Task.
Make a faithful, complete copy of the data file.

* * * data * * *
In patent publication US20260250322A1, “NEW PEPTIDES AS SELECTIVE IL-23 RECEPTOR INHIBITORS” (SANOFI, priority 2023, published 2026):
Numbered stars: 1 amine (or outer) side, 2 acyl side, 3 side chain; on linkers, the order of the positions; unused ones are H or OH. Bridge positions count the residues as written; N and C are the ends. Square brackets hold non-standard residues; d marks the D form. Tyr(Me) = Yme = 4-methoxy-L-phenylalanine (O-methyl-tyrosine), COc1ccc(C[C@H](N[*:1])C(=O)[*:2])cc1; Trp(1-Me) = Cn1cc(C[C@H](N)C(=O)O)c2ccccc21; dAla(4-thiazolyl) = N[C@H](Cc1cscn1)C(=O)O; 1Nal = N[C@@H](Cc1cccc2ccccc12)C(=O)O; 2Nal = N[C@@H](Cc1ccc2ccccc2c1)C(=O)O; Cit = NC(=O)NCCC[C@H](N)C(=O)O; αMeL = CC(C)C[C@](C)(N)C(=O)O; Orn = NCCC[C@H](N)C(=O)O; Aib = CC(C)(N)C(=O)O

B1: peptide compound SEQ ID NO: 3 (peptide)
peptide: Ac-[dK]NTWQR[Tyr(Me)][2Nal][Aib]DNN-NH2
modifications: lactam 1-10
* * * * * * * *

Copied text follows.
In patent publication US20260250322A1, “NEW PEPTIDES AS SELECTIVE IL-23 RECEPTOR INHIBITORS” (SANOFI, priority 2023, published 2026):
Numbered stars: 1 amine (or outer) side, 2 acyl side, 3 side chain; on linkers, the order of the positions; unused ones are H or OH. Bridge positions count the residues as written; N and C are the ends. Square brackets hold non-standard residues; d marks the D form. Tyr(Me) = Yme = 4-methoxy-L-phenylalanine (O-methyl-tyrosine), COc1ccc(C[C@H](N[*:1])C(=O)[*:2])cc1; Trp(1-Me) = Cn1cc(C[C@H](N)C(=O)O)c2ccccc21; dAla(4-thiazolyl) = N[C@H](Cc1cscn1)C(=O)O; 1Nal = N[C@@H](Cc1cccc2ccccc12)C(=O)O; 2Nal = N[C@@H](Cc1ccc2ccccc2c1)C(=O)O; Cit = NC(=O)NCCC[C@H](N)C(=O)O; αMeL = CC(C)C[C@](C)(N)C(=O)O; Orn = NCCC[C@H](N)C(=O)O; Aib = CC(C)(N)C(=O)O

B1: peptide compound SEQ ID NO: 3 (peptide)
peptide: Ac-[dK]NTWQR[Tyr(Me)][2Nal][Aib]DNN-NH2
modifications: lactam 1-10